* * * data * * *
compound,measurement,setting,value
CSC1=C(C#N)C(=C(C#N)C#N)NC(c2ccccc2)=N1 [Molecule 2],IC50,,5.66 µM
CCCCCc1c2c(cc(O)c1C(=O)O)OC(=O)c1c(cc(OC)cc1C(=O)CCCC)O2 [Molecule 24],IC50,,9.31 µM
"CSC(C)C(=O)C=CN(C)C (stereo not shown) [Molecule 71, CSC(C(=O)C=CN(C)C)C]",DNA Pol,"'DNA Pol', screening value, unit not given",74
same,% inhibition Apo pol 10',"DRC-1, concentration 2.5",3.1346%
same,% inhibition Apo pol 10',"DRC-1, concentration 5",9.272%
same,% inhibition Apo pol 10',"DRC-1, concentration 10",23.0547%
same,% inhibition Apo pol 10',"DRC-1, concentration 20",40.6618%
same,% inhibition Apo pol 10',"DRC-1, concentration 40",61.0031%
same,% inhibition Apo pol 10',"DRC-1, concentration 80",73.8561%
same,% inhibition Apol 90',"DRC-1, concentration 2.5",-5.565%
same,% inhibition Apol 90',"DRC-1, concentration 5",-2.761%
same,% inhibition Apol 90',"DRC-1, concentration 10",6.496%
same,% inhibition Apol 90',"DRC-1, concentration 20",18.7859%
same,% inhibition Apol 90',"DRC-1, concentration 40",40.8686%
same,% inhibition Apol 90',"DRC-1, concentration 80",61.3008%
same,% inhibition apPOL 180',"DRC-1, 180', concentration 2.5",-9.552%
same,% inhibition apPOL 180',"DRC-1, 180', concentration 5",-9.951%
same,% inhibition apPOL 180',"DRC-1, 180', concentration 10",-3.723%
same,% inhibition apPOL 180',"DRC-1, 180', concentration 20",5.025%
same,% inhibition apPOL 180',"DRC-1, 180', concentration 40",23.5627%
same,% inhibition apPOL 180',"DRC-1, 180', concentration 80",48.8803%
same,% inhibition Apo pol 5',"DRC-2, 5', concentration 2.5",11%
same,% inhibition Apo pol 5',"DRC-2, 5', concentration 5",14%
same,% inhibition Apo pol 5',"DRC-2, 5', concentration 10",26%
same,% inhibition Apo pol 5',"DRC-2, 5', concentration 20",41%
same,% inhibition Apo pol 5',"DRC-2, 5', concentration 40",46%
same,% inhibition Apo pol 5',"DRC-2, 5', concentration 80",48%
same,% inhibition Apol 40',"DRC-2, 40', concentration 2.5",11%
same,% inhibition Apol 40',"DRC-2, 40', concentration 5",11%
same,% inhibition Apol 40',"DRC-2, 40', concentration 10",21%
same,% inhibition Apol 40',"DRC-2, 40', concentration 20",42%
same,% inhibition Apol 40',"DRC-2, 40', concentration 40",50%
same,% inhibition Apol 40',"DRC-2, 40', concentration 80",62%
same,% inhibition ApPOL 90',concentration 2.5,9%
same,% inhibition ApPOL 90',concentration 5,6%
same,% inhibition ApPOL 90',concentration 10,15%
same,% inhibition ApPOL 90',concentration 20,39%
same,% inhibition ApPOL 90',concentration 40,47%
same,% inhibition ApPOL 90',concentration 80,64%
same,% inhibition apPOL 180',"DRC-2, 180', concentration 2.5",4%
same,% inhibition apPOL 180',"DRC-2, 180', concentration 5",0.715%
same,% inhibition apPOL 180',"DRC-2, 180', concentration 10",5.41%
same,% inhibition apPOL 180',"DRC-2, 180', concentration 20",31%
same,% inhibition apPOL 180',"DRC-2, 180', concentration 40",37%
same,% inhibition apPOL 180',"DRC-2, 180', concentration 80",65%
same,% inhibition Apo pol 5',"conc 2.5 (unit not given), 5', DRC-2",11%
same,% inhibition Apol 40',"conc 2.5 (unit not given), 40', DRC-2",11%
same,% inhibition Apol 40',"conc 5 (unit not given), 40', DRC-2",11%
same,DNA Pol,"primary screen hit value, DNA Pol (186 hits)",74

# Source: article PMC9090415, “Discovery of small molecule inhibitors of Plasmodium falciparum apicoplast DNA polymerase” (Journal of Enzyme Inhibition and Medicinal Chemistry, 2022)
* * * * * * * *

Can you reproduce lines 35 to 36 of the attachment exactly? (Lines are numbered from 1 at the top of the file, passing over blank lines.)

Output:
same,% inhibition ApPOL 90',concentration 2.5,9%
same,% inhibition ApPOL 90',concentration 5,6%